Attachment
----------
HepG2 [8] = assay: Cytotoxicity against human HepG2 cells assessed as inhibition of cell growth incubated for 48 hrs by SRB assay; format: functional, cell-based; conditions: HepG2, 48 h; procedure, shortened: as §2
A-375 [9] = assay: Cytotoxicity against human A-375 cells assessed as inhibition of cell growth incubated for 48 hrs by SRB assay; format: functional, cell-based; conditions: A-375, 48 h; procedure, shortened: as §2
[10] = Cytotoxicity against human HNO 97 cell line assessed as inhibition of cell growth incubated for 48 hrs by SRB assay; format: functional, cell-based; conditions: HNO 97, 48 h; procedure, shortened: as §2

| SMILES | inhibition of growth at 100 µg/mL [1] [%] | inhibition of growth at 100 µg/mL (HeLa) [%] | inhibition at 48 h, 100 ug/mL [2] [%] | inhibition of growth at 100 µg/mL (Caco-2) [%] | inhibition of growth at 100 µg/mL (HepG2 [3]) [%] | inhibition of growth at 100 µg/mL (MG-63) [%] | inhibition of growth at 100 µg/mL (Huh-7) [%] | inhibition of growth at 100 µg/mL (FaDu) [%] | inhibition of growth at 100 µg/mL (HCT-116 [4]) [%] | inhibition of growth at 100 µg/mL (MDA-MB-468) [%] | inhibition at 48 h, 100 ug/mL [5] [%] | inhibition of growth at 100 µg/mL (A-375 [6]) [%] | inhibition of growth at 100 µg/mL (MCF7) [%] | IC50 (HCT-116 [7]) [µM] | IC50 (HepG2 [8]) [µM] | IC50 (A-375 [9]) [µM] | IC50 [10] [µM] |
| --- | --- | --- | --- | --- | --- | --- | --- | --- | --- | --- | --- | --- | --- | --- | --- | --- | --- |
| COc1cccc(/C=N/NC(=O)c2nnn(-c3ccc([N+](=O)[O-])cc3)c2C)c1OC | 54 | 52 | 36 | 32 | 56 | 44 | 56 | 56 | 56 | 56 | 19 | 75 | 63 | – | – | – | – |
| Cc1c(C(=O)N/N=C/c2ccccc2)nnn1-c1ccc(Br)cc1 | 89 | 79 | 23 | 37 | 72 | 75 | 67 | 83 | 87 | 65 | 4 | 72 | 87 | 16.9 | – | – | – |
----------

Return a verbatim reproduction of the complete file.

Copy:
HepG2 [8] = assay: Cytotoxicity against human HepG2 cells assessed as inhibition of cell growth incubated for 48 hrs by SRB assay; format: functional, cell-based; conditions: HepG2, 48 h; procedure, shortened: as §2
A-375 [9] = assay: Cytotoxicity against human A-375 cells assessed as inhibition of cell growth incubated for 48 hrs by SRB assay; format: functional, cell-based; conditions: A-375, 48 h; procedure, shortened: as §2
[10] = Cytotoxicity against human HNO 97 cell line assessed as inhibition of cell growth incubated for 48 hrs by SRB assay; format: functional, cell-based; conditions: HNO 97, 48 h; procedure, shortened: as §2

| SMILES | inhibition of growth at 100 µg/mL [1] [%] | inhibition of growth at 100 µg/mL (HeLa) [%] | inhibition at 48 h, 100 ug/mL [2] [%] | inhibition of growth at 100 µg/mL (Caco-2) [%] | inhibition of growth at 100 µg/mL (HepG2 [3]) [%] | inhibition of growth at 100 µg/mL (MG-63) [%] | inhibition of growth at 100 µg/mL (Huh-7) [%] | inhibition of growth at 100 µg/mL (FaDu) [%] | inhibition of growth at 100 µg/mL (HCT-116 [4]) [%] | inhibition of growth at 100 µg/mL (MDA-MB-468) [%] | inhibition at 48 h, 100 ug/mL [5] [%] | inhibition of growth at 100 µg/mL (A-375 [6]) [%] | inhibition of growth at 100 µg/mL (MCF7) [%] | IC50 (HCT-116 [7]) [µM] | IC50 (HepG2 [8]) [µM] | IC50 (A-375 [9]) [µM] | IC50 [10] [µM] |
| --- | --- | --- | --- | --- | --- | --- | --- | --- | --- | --- | --- | --- | --- | --- | --- | --- | --- |
| COc1cccc(/C=N/NC(=O)c2nnn(-c3ccc([N+](=O)[O-])cc3)c2C)c1OC | 54 | 52 | 36 | 32 | 56 | 44 | 56 | 56 | 56 | 56 | 19 | 75 | 63 | – | – | – | – |
| Cc1c(C(=O)N/N=C/c2ccccc2)nnn1-c1ccc(Br)cc1 | 89 | 79 | 23 | 37 | 72 | 75 | 67 | 83 | 87 | 65 | 4 | 72 | 87 | 16.9 | – | – | – |